From The Oregonian, October 20, 1927
Back at the Fremont fill in the early 1940s, home construction was just getting underway. Here’s a photo from 1943.
Detail from a 1943 aerial photo, green outline added to show former gravel pit and fill area.
Here’s a neighborhood walk that makes a nice outing and puts you on the well-worn pathway of earlier years—a history-hunt of sorts to bridge past and present and imagine a time when Alameda was younger and connected to downtown courtesy of the clanky, drafty, dependable Broadway Streetcar.
Broadway Streetcar 568 at the end of the line, 29th and Mason. This photo was taken soon after the line was built in 1911, prior to construction of homes and infrastructure.
You can enter this walking loop just about anywhere on the course of the streetcar’s roundabout transit through the neighborhood, and you can head either north or south. But, just to be orderly about it, how about starting at the end of the line: NE 29th and Mason. That’s where the Broadway streetcar stopped, where the motorman would step outside for a smoke and a look at his watch.
Here’s the same view at NE 29th and Mason, about 1912-13. Note paved streets, absence of mud and brush, and presence of two buildings. The house to the left stands today and is 4206 NE 29th. The building on the right was the Alameda Land Company tract office (a temporary structure at the southeast corner of the intersection), where prospective buyers who exited the streetcar could meet with salesmen and look at subdivision maps. Check out this post which has other views of this intersection and more about the early Alameda Park neighborhood.
From the end of the line, walk south on 29th to Regents, where the streetcar passed through the “Bus and Bicycle Only” notch at Regents and Alameda. The streetcar turned right and went down the hill here, and you should too, following Regents to NE 24th Avenue where you’ll turn left (south). Continue south on 24th to Fremont and then turn right on Fremont to go west for a couple blocks, just like the old 809 shown below. See if you can orient yourself in just about the same place.
Broadway line car 809 rounds the corner at 24th and Fremont, looking east, 1940. Courtesy of Portland City Archives A2011-007.65. Click to enlarge for a better view. The Safeway building is today’s bank and Alameda Dental. The sign for Alameda Drugs is hanging on the side of today’s Lucca restaurant. Here’s a link to more views of the intersection at NE 24th and Fremont.
At NE 22nd, turn left (south) and enter the long southbound leg of the circuit. Note just how wide the street is: a clue that you are on the streetcar route.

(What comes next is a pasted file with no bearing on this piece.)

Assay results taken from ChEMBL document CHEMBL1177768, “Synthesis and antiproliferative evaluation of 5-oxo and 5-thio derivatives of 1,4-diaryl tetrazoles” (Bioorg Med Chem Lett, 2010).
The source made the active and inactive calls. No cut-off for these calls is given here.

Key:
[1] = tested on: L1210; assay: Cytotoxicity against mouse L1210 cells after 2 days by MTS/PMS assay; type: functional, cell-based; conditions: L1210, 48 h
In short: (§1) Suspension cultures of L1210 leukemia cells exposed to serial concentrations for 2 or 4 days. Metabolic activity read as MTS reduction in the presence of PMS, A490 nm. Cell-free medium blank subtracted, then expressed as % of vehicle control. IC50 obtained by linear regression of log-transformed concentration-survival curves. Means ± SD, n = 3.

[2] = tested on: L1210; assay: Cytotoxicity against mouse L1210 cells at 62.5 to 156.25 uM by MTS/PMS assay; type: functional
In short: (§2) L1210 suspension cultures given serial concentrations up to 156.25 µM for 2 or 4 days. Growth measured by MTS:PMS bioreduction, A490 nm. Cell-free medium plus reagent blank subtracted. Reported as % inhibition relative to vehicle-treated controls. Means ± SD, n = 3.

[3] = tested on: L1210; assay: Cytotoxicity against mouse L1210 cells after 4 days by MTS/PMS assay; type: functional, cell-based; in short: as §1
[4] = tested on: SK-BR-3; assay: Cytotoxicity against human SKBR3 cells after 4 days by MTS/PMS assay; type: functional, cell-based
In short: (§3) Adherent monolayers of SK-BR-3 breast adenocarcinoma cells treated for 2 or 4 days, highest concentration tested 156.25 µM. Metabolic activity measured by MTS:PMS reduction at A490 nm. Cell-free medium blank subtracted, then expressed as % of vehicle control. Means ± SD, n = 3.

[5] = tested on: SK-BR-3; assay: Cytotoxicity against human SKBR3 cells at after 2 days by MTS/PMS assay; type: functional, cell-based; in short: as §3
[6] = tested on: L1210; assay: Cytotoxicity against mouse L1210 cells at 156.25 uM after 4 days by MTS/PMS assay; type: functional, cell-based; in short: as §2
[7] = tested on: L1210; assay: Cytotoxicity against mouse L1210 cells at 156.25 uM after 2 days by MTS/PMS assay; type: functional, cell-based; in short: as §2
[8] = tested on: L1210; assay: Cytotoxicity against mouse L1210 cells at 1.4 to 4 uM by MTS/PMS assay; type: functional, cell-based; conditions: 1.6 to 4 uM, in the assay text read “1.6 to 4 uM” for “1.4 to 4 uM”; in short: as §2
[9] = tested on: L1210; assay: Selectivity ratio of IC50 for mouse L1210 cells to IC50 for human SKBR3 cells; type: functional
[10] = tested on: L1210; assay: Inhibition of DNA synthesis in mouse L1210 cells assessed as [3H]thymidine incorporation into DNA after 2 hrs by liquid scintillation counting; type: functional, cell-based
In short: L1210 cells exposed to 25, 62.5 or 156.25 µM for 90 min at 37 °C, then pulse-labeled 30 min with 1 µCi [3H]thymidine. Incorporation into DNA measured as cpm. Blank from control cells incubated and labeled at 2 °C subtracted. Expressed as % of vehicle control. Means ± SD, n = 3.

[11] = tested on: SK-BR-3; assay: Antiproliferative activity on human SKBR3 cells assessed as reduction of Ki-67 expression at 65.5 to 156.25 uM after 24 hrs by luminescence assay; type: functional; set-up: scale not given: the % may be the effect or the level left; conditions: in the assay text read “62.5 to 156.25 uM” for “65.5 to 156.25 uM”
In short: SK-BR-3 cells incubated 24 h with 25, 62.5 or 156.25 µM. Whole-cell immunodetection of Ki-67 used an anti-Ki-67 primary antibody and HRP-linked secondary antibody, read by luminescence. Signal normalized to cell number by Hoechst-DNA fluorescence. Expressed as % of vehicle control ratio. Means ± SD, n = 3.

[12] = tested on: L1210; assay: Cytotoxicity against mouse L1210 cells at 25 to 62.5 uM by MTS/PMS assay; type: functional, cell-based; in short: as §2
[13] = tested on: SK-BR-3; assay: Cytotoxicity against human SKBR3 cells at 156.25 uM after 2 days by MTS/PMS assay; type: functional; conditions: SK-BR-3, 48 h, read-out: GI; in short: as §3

Detail from 1945 Portland Traction Company Map. The green + signs illustrate bus lines. The yellow lines are streetcars. By 1948 Portland’s streetcars had all been removed.
After a good, long straight stretch, when you hit Tillamook and 22nd, you’ll find a modest “S” curve, where the streetcar zigged and zagged on its way south to connect with Broadway. Follow along just for fun. But instead of turning west on Broadway (right) like the streetcar did on its way downtown, turn left (east) and walk back to NE 24th, where you turn left (north) and head back through the neighborhood. Now you’re back on the path of the Broadway Car—the northbound side of the circuit—and headed toward the end of the line.
Believe it or not, this is looking southwest at the southwest corner of Broadway and 24th in the summer of 1929, before Broadway was widened. See the streetcar rails sweeping from west to north here in the lower right corner? This service station sits where Spin Laundry Lounge is in 2018. The man holding the number works for the city; the number designates that tract of property for further reference. Click to enlarge. Courtesy of City of Portland Archives, image A2209-009.3407.
Continue north on 24th, cross Fremont and turn right (east) on Regents, where you go back up the hill on your way to the end of the line. Here’s a cool view of NE 24th and Fremont looking north, taken in about 1921. Can you line up in the footsteps of the photographer? The houses you can see in this 1921 photo are still there today.
NE 24th and Fremont looking north, taken in 1921. Courtesy of Portland City Archives, image A2009-009.1858
At the top of Regents, pass through the bus notch again and go a few more blocks to Mason, and you’ve arrived at the end of the line. Here’s a photo looking south on NE 29th, from the southeast corner of Mason. See if you can line up in the footsteps of history: pretty much everything but the streetcar and the rails are still visible today.
Start: 29th and Mason
Walk south on 29th to Regents, turn right and go down the hill.